• Last Updated:
  • Apr 10th, 2020 2:15 pm
[OP]
Jr. Member
Nov 6, 2006
142 posts
17 upvotes

Range Hood advice

Hi all,

We recently did a fairly large renovation to our house and opened up the kitchen area in the process. Instead of the old "L" shaped kitchen, we now have a 17' long kitchen in an open concept main floor area. There are no walls.

We've already ordered all our appliances and awaiting delivery (delayed because of covid). The cooktop is a 30" KitchenAid as unit. I believe total BTU is 50,000.

I'm not in the process of looking for range hoods. I'm wondering the following:
  • Do I need a more powerful range hood because of the open space (no walls)?
  • I have exactly 10" height for the under cabinet range hood...is that enough space for a powerful enough hood? It's not too late for me to swap out the Ikea cabinet with a shorter one
  • Ikea cabinets/counter is 26" deep including the 2" granite overhand, the cooktop is built into the granite and 21" deep, will a 24" deep range hood be enough coverage?
  • How many CFMs should I be looking at?
All that said, I came across this one:
https://victoryrangehoods.com/shop/rang ... -hood.html

It seems like a nice, simple design. I'm not looking for anything too crazy, but would like it move air/smells well. The exhaust pipe run will be short, with just a 90 degree elbow straight out to the side of the house (about 8" horizontal run).

thoughts? suggestions?

Thanks
5 replies
Sr. Member
May 21, 2015
910 posts
443 upvotes
Sarnia, ON
I bought this Broan Elite last year when we got our new induction stove . Very happy with it, it works really well. 3 speeds and even on the high speed it isn't obnoxiously noisy. Dual fans. 3 light settings (LED). Our livingroom/dining/kitchen is all beneath a 16 foot cathedral ceiling , so pretty open as well. It captures all smoke and smells on speed 2 & 3 and you can actually feel it sucking the air out as you stand in front of the stove cooking. It can be top or back vented. I have it going straight out the back thru the wall. It cost more than I liked but it's a huge improvement over the cheap exhaust fan that was there before . Your text to link here...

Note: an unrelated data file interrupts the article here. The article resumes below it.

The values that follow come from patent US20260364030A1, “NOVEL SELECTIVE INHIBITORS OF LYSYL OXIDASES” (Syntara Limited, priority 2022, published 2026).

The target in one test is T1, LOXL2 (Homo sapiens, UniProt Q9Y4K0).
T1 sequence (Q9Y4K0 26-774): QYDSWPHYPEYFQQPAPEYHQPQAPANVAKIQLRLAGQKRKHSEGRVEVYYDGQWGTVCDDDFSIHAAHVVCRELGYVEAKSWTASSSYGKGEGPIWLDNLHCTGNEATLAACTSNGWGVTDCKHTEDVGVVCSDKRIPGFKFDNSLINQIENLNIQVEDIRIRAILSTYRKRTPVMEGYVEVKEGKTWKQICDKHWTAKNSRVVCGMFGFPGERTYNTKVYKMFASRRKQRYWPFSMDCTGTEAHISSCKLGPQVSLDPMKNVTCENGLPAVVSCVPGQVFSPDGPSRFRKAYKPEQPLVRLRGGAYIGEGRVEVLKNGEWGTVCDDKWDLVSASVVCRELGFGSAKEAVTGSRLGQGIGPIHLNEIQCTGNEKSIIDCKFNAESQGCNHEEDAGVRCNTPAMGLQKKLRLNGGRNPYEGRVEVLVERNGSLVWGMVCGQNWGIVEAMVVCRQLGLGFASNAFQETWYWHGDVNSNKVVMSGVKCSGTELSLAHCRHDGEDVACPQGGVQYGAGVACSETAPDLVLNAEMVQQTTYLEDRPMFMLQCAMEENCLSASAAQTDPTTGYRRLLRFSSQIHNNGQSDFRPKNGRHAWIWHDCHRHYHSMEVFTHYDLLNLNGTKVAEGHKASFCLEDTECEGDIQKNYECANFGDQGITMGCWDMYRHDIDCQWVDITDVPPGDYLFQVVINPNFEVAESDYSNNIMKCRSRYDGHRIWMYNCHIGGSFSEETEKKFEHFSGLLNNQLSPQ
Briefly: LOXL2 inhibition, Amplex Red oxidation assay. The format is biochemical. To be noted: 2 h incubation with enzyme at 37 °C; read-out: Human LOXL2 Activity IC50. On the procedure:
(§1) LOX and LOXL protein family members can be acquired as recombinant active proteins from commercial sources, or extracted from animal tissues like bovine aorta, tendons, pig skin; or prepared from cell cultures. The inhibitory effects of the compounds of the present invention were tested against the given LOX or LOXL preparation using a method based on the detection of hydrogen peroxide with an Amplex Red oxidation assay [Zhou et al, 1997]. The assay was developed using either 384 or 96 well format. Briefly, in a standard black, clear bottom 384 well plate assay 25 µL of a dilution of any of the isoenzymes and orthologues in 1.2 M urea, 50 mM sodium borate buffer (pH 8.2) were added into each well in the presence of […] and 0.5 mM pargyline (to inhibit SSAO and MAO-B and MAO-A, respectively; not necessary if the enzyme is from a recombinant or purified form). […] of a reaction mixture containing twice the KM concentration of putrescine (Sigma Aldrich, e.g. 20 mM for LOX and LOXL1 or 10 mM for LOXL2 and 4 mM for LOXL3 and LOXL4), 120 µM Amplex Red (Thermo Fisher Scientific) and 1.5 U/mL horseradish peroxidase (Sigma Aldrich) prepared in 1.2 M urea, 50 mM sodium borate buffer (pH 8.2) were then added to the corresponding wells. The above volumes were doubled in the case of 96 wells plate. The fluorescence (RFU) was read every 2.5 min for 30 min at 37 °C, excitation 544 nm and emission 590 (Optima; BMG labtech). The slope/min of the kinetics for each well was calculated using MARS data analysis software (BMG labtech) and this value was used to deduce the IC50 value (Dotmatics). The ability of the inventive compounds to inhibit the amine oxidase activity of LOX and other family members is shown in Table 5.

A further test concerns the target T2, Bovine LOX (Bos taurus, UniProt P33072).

Deal Fanatic
Dec 6, 2006
5111 posts
1457 upvotes
Toronto
Seems overly complicated with all those calculation. Just get the usual biggest one, i.e. 900 CFM and be done with it. They all have multiple speed settings anyway.

I got a 900CFM one. For slow steaming/boiling with less smell, lowest setting is fine. Most everyday cooking using mid setting is sufficient. But when having to fry or deep-fry, you'd for sure appreciate that 900CFM max speed.
Deal Fanatic
User avatar
Oct 15, 2007
5171 posts
2592 upvotes
boyohboy wrote: Seems overly complicated with all those calculation. Just get the usual biggest one, i.e. 900 CFM and be done with it. They all have multiple speed settings anyway.

I got a 900CFM one. For slow steaming/boiling with less smell, lowest setting is fine. Most everyday cooking using mid setting is sufficient. But when having to fry or deep-fry, you'd for sure appreciate that 900CFM max speed.
Advice such as this should not be considered without first determining whether or not make up air will be required
Last edited by Red_Army on Apr 10th, 2020 2:16 pm, edited 1 time in total.
Everything has been said before, but since nobody listens we have to keep going back and beginning all over again. - Andre Gide
Member
Apr 19, 2018
251 posts
67 upvotes
Scarborough
I was in a similar situation to you. Here is my advise
- Ensure that your range hood covers your entire cooking area
- CFM levels are not regulated. What that means is that you should stick to known brands. I learned the hard way and went with a windster hood which is garbage instead of the Sakura my family has used for over 15 yeares
- Do not use flexible duct piping for your venting as it it will A) Make your rangehood noisy B) Oil will get trapped in the ridges which is a hazard C) Decrease the effectiveness of the rangehood. Always use the metal type of ducting i think it's called 9 gauge
- Stick to a rangehood that is a minimum of 900 cfm as it will come handy when you are frying or cooking a curry which can stink up your house
- If you do decide to get a rangehood that has 700 CFM or higher, increase your vent size leading to the outside of your home to atleast 7-8 inches. And ensure to get a vent with a spring loaded flap to avoid cold air coming into the house from the vent. It's hard to find these so you might have to find it from the shops that sell range hoods. Many of the chinese shops have it.
- My personal reco would be to stick to the Sakura brand. You will not be disappointed. My family has the M3000 and it is a beast.
Don't worry be happy - Bob

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